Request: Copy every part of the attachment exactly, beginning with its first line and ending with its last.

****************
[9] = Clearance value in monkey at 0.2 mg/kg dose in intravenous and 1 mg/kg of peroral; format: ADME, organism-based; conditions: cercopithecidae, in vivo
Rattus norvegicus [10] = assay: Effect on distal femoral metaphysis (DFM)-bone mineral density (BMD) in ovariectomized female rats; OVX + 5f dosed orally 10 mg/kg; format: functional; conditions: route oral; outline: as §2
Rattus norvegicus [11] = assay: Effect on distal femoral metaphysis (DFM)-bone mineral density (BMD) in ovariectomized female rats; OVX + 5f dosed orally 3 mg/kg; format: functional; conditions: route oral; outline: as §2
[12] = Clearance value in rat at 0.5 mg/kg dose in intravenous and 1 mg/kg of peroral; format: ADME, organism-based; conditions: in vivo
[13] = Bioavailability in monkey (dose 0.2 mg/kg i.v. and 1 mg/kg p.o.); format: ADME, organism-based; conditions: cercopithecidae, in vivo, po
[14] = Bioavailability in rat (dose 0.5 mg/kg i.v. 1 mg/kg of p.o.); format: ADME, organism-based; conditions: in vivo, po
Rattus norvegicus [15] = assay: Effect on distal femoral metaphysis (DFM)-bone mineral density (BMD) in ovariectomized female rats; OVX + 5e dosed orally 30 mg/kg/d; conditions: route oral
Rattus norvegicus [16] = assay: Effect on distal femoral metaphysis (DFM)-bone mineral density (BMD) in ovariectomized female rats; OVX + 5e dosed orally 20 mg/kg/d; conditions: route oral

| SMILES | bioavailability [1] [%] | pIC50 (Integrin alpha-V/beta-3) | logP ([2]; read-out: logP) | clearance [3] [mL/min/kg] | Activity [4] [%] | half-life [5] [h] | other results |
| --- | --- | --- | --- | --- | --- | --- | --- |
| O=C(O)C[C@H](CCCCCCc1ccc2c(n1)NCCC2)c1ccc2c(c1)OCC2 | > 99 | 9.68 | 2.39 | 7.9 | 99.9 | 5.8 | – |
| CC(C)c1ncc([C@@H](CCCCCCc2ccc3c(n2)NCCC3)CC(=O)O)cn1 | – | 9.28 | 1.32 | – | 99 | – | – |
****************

[9] = Clearance value in monkey at 0.2 mg/kg dose in intravenous and 1 mg/kg of peroral; format: ADME, organism-based; conditions: cercopithecidae, in vivo
Rattus norvegicus [10] = assay: Effect on distal femoral metaphysis (DFM)-bone mineral density (BMD) in ovariectomized female rats; OVX + 5f dosed orally 10 mg/kg; format: functional; conditions: route oral; outline: as §2
Rattus norvegicus [11] = assay: Effect on distal femoral metaphysis (DFM)-bone mineral density (BMD) in ovariectomized female rats; OVX + 5f dosed orally 3 mg/kg; format: functional; conditions: route oral; outline: as §2
[12] = Clearance value in rat at 0.5 mg/kg dose in intravenous and 1 mg/kg of peroral; format: ADME, organism-based; conditions: in vivo
[13] = Bioavailability in monkey (dose 0.2 mg/kg i.v. and 1 mg/kg p.o.); format: ADME, organism-based; conditions: cercopithecidae, in vivo, po
[14] = Bioavailability in rat (dose 0.5 mg/kg i.v. 1 mg/kg of p.o.); format: ADME, organism-based; conditions: in vivo, po
Rattus norvegicus [15] = assay: Effect on distal femoral metaphysis (DFM)-bone mineral density (BMD) in ovariectomized female rats; OVX + 5e dosed orally 30 mg/kg/d; conditions: route oral
Rattus norvegicus [16] = assay: Effect on distal femoral metaphysis (DFM)-bone mineral density (BMD) in ovariectomized female rats; OVX + 5e dosed orally 20 mg/kg/d; conditions: route oral

| SMILES | bioavailability [1] [%] | pIC50 (Integrin alpha-V/beta-3) | logP ([2]; read-out: logP) | clearance [3] [mL/min/kg] | Activity [4] [%] | half-life [5] [h] | other results |
| --- | --- | --- | --- | --- | --- | --- | --- |
| O=C(O)C[C@H](CCCCCCc1ccc2c(n1)NCCC2)c1ccc2c(c1)OCC2 | > 99 | 9.68 | 2.39 | 7.9 | 99.9 | 5.8 | – |
| CC(C)c1ncc([C@@H](CCCCCCc2ccc3c(n2)NCCC3)CC(=O)O)cn1 | – | 9.28 | 1.32 | – | 99 | – | – |